The second meeting brought together one-half of this learned body, and they enacted rules and laws, and passed resolutions, sufficient, it was said, to have filled three folios.

A third day of meeting arrived, which was an important one, as on this occasion the subscriptions were to be paid. The treasurer came punctually, but found himself alone. With patient hope, he waited two hours for the wise men of the west, but he waited in vain: and so expired the Phrenological Society of Cincinnati.

I had often occasion to remark that the spirit of enterprise or improvement seldom glowed with sufficient ardour to resist the smothering effect of a demand for dollars. The Americans love talking. All great works, however, that promise a profitable result, are sure to meet support from men who have enterprise and capital sufficient to await the return; but where there is nothing but glory, or the gratification of taste to be expected, it is, I believe, very rarely that they give any thing beyond "their most sweet voices."

Perhaps they are right. In Europe we see fortunes crippled by a passion for statues, or for pictures, or for books, or for gems; for all and every of the artificial wants that give grace to life, and tend to make man forget that he is a thing of clay. They are wiser in their generation on the other side the Atlantic; I rarely saw any thing that led to such oblivion there.

Soon after Dr. Caldwell's departure, another lecturer appeared upon the scene, whose purpose of publicly addressing the people was no sooner made known, than the most violent sensation was excited.

That a lady of fortune, family, and education, whose youth had been passed in the most refined circles of private life, should present herself to the people as a public lecturer, would naturally excite surprise any where, and the nil admirari of the old world itself, would hardly be sustained before such a spectacle; but in America, where women are guarded by a seven- fold shield of habitual insignificance, it caused an effect that can hardly be described. "Miss Wright, of Nashoba, is going to lecture at the court-house," sounded from street to street, and from house to house. I shared the surprise, but not the wonder; I knew her extraordinary gift of eloquence, her almost unequalled command of words, and the wonderful power of her rich and thrilling voice; and I doubted not that if it was her will to do it, she had the power of commanding the attention, and enchanting the ear of any audience before whom it was her pleasure to appear. I was most anxious to hear her, but was almost deterred from attempting it, by the reports that reached me of the immense crowd that was expected. After many consultations, and hearing that many other ladies intended going, my friend Mrs. P—, and myself, decided upon making the attempt, accompanied by a party of gentlemen, and found the difficulty less than we anticipated, though the building was crowded in every part. We congratulated ourselves that we had had the courage to be among the number, for all my expectations fell far short of the splendour, the brilliance, the overwhelming eloquence of this extraordinary orator.

Her lecture was upon the nature of true knowledge, and it contained little that could be objected to, by any sect or party; it was intended as an introduction to the strange and startling theories contained in her subsequent lectures, and could alarm only by the hints it contained that the fabric of human wisdom could rest securely on no other base than that of human knowledge.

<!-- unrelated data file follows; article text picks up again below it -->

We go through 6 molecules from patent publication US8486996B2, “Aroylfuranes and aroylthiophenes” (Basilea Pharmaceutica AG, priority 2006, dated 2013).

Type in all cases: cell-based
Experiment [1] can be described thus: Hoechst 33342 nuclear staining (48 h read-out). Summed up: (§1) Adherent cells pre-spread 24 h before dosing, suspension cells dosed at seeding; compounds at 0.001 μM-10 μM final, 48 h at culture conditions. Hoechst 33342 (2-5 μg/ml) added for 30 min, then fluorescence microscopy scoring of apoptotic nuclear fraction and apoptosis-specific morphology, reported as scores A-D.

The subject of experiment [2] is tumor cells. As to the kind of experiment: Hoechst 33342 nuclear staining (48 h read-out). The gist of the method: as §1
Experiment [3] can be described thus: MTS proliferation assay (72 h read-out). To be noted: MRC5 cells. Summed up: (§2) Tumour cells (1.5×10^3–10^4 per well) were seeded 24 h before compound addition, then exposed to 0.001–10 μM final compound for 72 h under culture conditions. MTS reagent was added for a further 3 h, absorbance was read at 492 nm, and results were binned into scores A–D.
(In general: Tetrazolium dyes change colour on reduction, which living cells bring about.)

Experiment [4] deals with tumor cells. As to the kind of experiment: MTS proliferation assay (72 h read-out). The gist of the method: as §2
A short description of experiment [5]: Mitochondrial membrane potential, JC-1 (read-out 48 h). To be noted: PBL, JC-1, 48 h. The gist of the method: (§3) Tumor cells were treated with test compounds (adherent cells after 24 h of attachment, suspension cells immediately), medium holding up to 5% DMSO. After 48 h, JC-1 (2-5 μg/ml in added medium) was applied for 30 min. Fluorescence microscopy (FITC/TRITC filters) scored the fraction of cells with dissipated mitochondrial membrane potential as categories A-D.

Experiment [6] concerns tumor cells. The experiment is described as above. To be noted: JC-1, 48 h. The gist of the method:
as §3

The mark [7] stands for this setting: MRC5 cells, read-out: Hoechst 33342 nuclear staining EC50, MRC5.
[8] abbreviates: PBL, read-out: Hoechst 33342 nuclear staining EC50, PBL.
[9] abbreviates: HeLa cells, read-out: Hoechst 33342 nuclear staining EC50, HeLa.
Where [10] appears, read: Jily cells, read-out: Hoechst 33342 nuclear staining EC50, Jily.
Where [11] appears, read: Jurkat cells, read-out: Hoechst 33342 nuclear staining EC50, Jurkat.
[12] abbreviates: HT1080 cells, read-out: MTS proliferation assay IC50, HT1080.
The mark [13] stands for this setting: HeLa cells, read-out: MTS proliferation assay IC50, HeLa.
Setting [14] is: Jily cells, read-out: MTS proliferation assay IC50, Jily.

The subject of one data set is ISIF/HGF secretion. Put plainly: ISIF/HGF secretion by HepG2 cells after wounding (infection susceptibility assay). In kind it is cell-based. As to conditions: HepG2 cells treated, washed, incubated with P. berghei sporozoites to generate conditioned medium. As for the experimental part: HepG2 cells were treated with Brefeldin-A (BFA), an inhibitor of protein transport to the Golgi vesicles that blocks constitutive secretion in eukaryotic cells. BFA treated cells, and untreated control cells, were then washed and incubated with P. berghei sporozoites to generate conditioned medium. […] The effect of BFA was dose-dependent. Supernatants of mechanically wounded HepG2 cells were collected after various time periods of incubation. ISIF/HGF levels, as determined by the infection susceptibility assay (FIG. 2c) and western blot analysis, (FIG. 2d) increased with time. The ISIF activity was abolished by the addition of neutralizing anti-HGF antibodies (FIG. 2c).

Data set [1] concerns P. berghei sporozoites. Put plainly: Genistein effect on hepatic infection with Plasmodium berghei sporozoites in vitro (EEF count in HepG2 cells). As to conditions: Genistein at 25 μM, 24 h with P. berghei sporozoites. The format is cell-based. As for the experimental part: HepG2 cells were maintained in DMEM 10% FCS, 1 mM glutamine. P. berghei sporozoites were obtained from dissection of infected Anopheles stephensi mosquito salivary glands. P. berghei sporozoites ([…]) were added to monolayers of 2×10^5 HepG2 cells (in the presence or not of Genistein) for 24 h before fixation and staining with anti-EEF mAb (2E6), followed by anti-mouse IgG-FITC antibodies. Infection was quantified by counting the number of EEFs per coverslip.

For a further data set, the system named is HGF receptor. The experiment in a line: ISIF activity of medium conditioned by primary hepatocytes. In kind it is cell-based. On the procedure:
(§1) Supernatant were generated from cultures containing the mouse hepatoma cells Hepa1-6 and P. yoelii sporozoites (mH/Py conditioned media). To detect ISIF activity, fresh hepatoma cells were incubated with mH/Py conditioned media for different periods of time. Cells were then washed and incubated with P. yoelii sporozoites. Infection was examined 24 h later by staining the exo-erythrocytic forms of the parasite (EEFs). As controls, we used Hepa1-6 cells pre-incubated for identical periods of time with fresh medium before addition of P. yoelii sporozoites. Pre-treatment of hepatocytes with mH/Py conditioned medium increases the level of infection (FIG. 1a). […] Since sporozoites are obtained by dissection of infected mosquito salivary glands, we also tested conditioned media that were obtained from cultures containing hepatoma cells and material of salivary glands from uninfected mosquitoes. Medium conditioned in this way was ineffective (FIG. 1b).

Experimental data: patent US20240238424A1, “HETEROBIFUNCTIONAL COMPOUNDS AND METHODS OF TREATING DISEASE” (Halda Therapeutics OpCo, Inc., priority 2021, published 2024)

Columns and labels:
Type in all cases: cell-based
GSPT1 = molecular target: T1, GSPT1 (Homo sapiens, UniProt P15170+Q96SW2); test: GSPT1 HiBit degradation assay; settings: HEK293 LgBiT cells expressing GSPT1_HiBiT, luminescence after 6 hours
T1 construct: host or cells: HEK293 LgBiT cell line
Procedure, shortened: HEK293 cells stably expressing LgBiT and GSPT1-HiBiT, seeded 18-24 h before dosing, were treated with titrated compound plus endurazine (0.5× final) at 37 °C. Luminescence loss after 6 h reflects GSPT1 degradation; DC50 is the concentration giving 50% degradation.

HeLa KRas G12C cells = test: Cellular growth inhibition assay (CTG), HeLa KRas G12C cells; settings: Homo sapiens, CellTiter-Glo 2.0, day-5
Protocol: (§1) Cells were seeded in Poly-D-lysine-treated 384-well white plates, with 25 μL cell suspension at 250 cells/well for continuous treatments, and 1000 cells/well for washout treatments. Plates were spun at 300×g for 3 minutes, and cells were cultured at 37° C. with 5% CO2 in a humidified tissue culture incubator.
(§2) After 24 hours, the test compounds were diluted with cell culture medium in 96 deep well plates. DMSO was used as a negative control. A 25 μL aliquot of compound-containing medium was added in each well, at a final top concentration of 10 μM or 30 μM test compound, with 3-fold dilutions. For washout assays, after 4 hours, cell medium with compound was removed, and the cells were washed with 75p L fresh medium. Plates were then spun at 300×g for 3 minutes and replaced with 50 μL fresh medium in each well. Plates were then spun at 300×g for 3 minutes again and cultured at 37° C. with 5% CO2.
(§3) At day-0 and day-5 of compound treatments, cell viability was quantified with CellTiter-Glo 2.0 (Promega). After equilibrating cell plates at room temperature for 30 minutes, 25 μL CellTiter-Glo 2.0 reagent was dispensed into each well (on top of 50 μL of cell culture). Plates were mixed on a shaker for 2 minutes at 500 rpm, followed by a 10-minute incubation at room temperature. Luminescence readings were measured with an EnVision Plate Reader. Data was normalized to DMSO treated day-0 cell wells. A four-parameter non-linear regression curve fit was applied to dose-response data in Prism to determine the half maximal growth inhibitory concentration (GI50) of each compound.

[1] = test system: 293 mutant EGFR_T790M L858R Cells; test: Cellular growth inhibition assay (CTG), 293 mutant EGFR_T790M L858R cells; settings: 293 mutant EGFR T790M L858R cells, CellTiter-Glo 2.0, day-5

There was, however, one passage from which common-sense revolted; it was one wherein she quoted that phrase of mischievous sophistry, "all men are born free and equal." This false and futile axiom, which has done, is doing, and will do so much harm to this fine country, came from Jefferson; and truly his life was a glorious commentary upon it. I pretend not to criticise his written works, but commonsense enables me to pronounce this, his favourite maxim, false.

Few names are held in higher estimation in America, than that of Jefferson; it is the touchstone of the democratic party, and all seem to agree that he was one of the greatest of men; yet I have heard his name coupled with deeds which would make the sons of Europe shudder. The facts I allude to are spoken openly by all, not whispered privately by a few; and in a country where religion is the tea-table talk, and its strict observance a fashionable distinction, these facts are recorded, and listened to, without horror, nay, without emotion.

Mr. Jefferson is said to have been the father of children by almost all his numerous gang of female slaves. These wretched offspring were also the lawful slaves of their father, and worked in his house and plantations as such; in particular, it is recorded that it was his especial pleasure to be waited upon by them at table, and the hospitable orgies for which his Montecielo was so celebrated, were incomplete, unless the goblet he quaffed were tendered by the trembling hand of his own slavish offspring.

I once heard it stated by a democratical adorer of this great man, that when, as it sometimes happened, his children by Quadroon slaves were white enough to escape suspicion of their origin, he did not pursue them if they attempted to escape, saying laughingly, "Let the rogues get off, if they can; I will not hinder them." This was stated in a large party, as a proof of his kind and noble nature, and was received by all with approving smiles.

If I know anything of right or wrong, if virtue and vice be indeed something more than words, then was this great American an unprincipled tyrant, and most heartless libertine.